Prospects and Challenges of Web 3.0 Technologies Application in the Provision of Library Services

Prospects and Challenges of Web 3.0 Technologies Application in the Provision of Library Services

Promise Ifeoma Ilo, Christopher Nkiko, Cyprian Ifeanyi Ugwu, Justina Ngozi Ekere, Roland Izuagbe, Michael O. Fagbohun
Copyright: © 2021 |Pages: 15
DOI: 10.4018/978-1-7998-3479-3.ch122
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The chapter examines the prospects and challenges of the application of Web 3.0 technologies as they relate to semantic web, federated search, mobile application, and their impact on library services. The principles, features, application, potentiality, and challenges of the technologies vis-à-vis library services form the broad objectives that guided the chapter. Following a brief retrospective review of the developments of web technologies, the chapter discusses Web 3.0 from the context of semantic web, cloud computing, federated search and virtual reference services. It broadens the prospects of Web 3.0 as it affects the provision of web-based services like its flexibility as solution to digital content volatility and ability to widen cloud-based services using open source electronic library software among others. Having expatiated the challenges Web 3.0 portends for web-based library services, the chapter concludes with the need for librarians and users to co-create value for participatory librarianship.
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The sophistication and rapid dynamism that characterize the ICT have necessitated the need to leverage on latest discoveries in searching, tracking, accessing, disseminating and sharing from the global information network as well as connecting with people and communities for mutual benefits. The World Wide Web has made possible the instant linkage of information resources and people on the cyberspace. It began with the advent of web 1.0. This is a system of interlinked, hypertext documents through the internet. It was a read only platform having focus on one way communication. Users were allowed to search for information and read same with little interactivity and contribution to content. It was aimed at providing online presence for requisite information through websites (Kadyan & Singroha, 2014).

The improvement over this phase resulted in the emergence of web 2.0 in 2004. This version foisted a truly virtual global community where users could share, interact, and collaborate with others on the social media platform. This gave birth to networking sites such as Facebook, YouTube, Blogs, Wikis, Flicker, Twitter and WhatsApp. As a result, the technology has been described as a veritable tool for internet marketing of product and services (Ekwueme & Ilo, 2019). Following in the rapidity of the heightened developments in the programming world, John Markoff mooted on the idea of Web 3.0 in 2006 (Morris, 2011). A web 3.0 is a centric delivery pattern in which relevant data are provided to end users on different platforms and devices in a most usable manner. It has the ability to aggregate information from multiple sources and establishing semantic relationship between all available contents to ensure seamless accessibility, searchability, availability, and usability. It allows interoperability with other devices such as tablets, smartphones, and desktop computers, iPads. It also supports offline use or consumption of downloaded data, therefore making it possible for the exploitation of information in a low bandwidth conditions.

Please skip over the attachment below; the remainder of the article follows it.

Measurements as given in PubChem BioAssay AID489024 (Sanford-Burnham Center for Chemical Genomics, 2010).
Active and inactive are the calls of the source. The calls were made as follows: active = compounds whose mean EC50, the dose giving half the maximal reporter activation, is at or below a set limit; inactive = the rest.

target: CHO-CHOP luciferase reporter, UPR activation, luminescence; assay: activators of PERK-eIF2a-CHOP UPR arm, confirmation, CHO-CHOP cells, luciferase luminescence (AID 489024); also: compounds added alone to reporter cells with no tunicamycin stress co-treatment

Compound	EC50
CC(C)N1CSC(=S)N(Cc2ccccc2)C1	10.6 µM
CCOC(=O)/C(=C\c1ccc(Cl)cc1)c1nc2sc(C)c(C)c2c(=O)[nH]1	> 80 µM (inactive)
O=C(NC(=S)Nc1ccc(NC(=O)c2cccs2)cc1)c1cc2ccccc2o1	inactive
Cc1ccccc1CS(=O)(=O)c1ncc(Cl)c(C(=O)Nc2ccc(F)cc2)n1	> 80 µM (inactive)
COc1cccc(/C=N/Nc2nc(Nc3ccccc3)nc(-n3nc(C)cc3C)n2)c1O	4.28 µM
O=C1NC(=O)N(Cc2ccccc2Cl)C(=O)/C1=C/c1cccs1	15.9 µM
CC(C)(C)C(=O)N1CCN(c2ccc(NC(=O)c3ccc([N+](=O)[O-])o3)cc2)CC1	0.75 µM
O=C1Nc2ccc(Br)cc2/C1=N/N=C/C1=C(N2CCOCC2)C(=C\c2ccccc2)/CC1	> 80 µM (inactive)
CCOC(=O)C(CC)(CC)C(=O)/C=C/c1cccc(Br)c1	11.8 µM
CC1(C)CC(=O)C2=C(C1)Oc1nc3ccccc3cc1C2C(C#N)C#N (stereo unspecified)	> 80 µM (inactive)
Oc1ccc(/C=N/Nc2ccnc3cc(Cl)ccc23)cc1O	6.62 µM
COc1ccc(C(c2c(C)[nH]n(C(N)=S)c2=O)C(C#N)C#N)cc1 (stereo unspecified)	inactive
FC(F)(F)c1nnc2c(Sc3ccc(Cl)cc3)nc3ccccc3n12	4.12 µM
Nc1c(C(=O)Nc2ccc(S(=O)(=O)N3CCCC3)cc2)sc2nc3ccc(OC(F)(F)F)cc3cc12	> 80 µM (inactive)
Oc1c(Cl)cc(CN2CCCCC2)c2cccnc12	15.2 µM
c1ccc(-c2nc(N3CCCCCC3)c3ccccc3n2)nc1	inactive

Key Terms in this Chapter

Library Services: Information-based services offered by the library to a defined group of patrons for personal self-development, educational, business, political and other purposes with the aid of man and or technology infrastructures.

Mobile Technologies: Hand-held internet-compliant devices that foster wireless communication and computing applications using the Global System for Mobile (GSM) network which include android phones, iPhones, iPads, and tablets.

Library 3.0: A computer-mediated library that promotes access to a wider array of information resources and services beyond its physical location.

Semantic Web: A simplified world wide web that fosters human and computer interaction for effective management of data/information.

Cloud Computing: A model for information network, s torage, and access, facilitated by a remote server hosted over the internet instead of a local server or computer.

Virtual Reference Services: Electronic means of communicating and conducting referrals and other reference–based services.

Web Technologies: Mode of communication between or among interconnected computers using hypertext markup languages and other multimedia applications.

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